The project requirements were deceptively simple, mitigate an undesirable view but don’t block the light.
An architectural screen was proposed which would be placed in front of an expanse of windows and draw attention to itself (foreground) while minimizing the importance of the obstruction (background).
A modular system was developed which would allow for offsite fabrication and quick installation as well as accommodate fine tuning to actual site conditions. Teak wood was chosen for the main structure to bring both warmth and aesthetic softness as well as strength and durability.
Steel bracket were designed to eliminate glued or flush joints in the woodwork that could crack or misalign during the extreme heating and cooling cycles of high-rise spaces.
Within the teak matrix a series of feature elements were conceived in order to both obscure the view as well as selectively frame it. Aluminum was chosen as it was a material that could be “worked” in multiple ways and result in multiple forms and finishes, allowing for both a diversity as well as a commonality.
Aluminum was hand hammered from a sheet into a dome form, CNC punched to form a convergent moire pattern, and sand cast into a tapered oculus form.
As we aimed to push the boundaries by encouraging designers to integrate more colors, building new color pallettes, and finding the balance of colors in their works without any rules.
We also believe that everything starts with opportunities, which can lead to endless possibilities, in this case the color relationships.
The main abstruction graphics on the book, was intentionally create a neutral design concept to make this a piece of art.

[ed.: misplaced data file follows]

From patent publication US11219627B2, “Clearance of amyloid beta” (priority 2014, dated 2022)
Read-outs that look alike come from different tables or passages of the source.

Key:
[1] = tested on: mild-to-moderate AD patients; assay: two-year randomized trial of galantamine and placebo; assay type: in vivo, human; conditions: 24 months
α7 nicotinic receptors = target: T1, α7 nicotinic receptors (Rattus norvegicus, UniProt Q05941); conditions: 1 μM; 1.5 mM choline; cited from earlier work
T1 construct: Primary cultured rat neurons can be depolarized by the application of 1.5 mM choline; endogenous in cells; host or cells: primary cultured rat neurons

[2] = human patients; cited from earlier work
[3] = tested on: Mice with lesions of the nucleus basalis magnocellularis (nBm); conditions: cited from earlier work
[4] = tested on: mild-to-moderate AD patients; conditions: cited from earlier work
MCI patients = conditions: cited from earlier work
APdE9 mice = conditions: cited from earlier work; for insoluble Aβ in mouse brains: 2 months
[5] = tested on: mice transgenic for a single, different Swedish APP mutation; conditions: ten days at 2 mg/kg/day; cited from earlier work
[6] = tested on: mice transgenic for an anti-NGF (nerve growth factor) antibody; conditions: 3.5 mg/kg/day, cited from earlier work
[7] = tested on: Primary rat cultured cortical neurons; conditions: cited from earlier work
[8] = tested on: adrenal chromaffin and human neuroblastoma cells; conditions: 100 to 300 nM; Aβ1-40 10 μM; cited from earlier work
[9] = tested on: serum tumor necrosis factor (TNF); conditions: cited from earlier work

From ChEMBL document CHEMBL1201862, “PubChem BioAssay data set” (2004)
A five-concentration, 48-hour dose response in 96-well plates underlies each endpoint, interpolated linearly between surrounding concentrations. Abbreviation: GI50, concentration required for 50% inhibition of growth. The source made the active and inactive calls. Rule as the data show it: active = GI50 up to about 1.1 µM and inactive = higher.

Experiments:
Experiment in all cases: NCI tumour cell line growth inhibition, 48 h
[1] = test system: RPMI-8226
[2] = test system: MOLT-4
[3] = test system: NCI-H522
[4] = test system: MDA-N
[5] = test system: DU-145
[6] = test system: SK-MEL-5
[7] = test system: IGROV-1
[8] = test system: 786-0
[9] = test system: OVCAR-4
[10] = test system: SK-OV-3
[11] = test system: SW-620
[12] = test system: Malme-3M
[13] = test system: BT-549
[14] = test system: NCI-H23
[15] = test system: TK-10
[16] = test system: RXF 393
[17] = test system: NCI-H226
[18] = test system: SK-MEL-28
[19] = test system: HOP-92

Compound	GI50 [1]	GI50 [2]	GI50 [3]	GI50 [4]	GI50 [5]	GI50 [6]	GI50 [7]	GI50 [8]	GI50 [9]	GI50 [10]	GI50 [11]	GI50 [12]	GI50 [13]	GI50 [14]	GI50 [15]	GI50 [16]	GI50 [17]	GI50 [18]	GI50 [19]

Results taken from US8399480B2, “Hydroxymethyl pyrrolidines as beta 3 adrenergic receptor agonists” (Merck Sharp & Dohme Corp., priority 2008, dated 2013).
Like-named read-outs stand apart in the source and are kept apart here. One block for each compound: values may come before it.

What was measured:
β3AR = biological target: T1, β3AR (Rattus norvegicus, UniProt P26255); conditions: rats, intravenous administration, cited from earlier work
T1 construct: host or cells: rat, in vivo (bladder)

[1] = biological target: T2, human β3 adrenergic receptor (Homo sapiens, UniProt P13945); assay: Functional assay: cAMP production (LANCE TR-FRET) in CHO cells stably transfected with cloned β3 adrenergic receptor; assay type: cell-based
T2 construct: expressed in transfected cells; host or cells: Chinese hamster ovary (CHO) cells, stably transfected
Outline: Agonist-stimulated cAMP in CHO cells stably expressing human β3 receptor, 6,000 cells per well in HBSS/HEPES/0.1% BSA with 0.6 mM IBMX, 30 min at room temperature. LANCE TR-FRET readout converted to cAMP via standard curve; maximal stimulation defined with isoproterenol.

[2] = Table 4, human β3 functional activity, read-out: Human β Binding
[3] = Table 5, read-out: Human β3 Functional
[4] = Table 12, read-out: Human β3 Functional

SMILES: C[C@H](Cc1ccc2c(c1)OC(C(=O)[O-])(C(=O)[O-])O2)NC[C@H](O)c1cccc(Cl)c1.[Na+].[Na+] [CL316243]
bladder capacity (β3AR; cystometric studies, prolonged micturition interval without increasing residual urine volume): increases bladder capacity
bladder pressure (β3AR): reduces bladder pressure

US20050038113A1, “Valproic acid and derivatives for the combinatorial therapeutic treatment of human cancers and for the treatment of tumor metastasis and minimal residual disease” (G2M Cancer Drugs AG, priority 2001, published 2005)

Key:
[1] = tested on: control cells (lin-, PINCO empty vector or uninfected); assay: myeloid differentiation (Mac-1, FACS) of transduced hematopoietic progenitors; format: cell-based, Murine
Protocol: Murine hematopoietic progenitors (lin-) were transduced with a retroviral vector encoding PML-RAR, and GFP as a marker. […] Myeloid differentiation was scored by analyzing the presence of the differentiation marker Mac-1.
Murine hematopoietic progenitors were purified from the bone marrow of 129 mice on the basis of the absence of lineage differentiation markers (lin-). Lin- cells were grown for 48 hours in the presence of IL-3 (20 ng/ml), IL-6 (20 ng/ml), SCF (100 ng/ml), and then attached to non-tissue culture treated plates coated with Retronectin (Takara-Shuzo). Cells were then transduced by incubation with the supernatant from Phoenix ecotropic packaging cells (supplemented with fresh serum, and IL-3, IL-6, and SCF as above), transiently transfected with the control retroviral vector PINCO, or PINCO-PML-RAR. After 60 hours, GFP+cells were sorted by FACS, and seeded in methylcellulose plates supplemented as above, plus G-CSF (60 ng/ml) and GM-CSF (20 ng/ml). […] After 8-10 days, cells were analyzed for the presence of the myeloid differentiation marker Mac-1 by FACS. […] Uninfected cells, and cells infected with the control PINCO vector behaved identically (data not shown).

Many expect the paper catalog to be as boring as it has always been, but we want to find balance between a commercial contexts and our interpretation contents to allow the audience to be able to interpret on their own understanding.
Hopefully, “Chance and Relationship” color paper book can inspire designers to see the freedom of choosing colors. Designers can break free from the same old mindset and start creating their own narratives by themselves.
To mitigate an undesirable view.
The screen was developed through both digital drawing and modeling methods as well as a through hands-on workshop based experimentation.
The screen was fabricated using solid teak with traditional woodworking methods of production scale routering, planning, 3drilling and sanding. The metal feature elements were made from aluminum using three different form/forming techniques; hand hammered dome surface.
Architecture Screen installation size 2.40 x 8.20m.
Samples and process to be submitted for exhibition 1.00 x 2.00 m.
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